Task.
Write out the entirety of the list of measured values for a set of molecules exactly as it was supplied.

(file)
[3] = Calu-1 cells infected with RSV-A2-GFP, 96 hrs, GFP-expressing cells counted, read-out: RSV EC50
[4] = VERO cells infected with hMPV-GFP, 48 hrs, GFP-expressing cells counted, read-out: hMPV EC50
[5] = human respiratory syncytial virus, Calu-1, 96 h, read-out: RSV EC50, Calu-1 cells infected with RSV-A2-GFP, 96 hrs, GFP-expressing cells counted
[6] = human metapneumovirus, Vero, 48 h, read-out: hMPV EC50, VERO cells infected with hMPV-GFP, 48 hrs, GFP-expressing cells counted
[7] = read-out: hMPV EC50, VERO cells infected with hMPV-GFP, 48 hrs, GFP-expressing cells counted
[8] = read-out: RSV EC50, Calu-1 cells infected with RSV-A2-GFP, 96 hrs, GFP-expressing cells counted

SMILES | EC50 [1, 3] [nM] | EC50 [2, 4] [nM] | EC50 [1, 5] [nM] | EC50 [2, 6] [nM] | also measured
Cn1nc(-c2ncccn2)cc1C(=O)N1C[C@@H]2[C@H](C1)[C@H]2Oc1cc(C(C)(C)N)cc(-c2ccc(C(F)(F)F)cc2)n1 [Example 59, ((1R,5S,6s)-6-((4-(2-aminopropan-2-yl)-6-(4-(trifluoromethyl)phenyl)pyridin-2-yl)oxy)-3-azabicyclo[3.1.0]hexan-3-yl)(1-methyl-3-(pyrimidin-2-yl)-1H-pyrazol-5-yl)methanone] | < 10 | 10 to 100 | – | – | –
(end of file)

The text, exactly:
[3] = Calu-1 cells infected with RSV-A2-GFP, 96 hrs, GFP-expressing cells counted, read-out: RSV EC50
[4] = VERO cells infected with hMPV-GFP, 48 hrs, GFP-expressing cells counted, read-out: hMPV EC50
[5] = human respiratory syncytial virus, Calu-1, 96 h, read-out: RSV EC50, Calu-1 cells infected with RSV-A2-GFP, 96 hrs, GFP-expressing cells counted
[6] = human metapneumovirus, Vero, 48 h, read-out: hMPV EC50, VERO cells infected with hMPV-GFP, 48 hrs, GFP-expressing cells counted
[7] = read-out: hMPV EC50, VERO cells infected with hMPV-GFP, 48 hrs, GFP-expressing cells counted
[8] = read-out: RSV EC50, Calu-1 cells infected with RSV-A2-GFP, 96 hrs, GFP-expressing cells counted

SMILES | EC50 [1, 3] [nM] | EC50 [2, 4] [nM] | EC50 [1, 5] [nM] | EC50 [2, 6] [nM] | also measured
Cn1nc(-c2ncccn2)cc1C(=O)N1C[C@@H]2[C@H](C1)[C@H]2Oc1cc(C(C)(C)N)cc(-c2ccc(C(F)(F)F)cc2)n1 [Example 59, ((1R,5S,6s)-6-((4-(2-aminopropan-2-yl)-6-(4-(trifluoromethyl)phenyl)pyridin-2-yl)oxy)-3-azabicyclo[3.1.0]hexan-3-yl)(1-methyl-3-(pyrimidin-2-yl)-1H-pyrazol-5-yl)methanone] | < 10 | 10 to 100 | – | – | –